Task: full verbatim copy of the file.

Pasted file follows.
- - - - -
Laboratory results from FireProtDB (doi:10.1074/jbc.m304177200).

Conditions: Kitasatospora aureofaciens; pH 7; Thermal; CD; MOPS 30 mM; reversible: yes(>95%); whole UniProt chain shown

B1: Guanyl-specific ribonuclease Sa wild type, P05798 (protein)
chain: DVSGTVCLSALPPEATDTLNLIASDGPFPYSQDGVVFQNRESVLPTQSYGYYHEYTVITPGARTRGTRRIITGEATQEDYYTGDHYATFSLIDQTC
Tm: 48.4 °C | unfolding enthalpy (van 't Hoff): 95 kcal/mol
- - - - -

Laboratory results from FireProtDB (doi:10.1074/jbc.m304177200).

Conditions: Kitasatospora aureofaciens; pH 7; Thermal; CD; MOPS 30 mM; reversible: yes(>95%); whole UniProt chain shown

B1: Guanyl-specific ribonuclease Sa wild type, P05798 (protein)
chain: DVSGTVCLSALPPEATDTLNLIASDGPFPYSQDGVVFQNRESVLPTQSYGYYHEYTVITPGARTRGTRRIITGEATQEDYYTGDHYATFSLIDQTC
Tm: 48.4 °C | unfolding enthalpy (van 't Hoff): 95 kcal/mol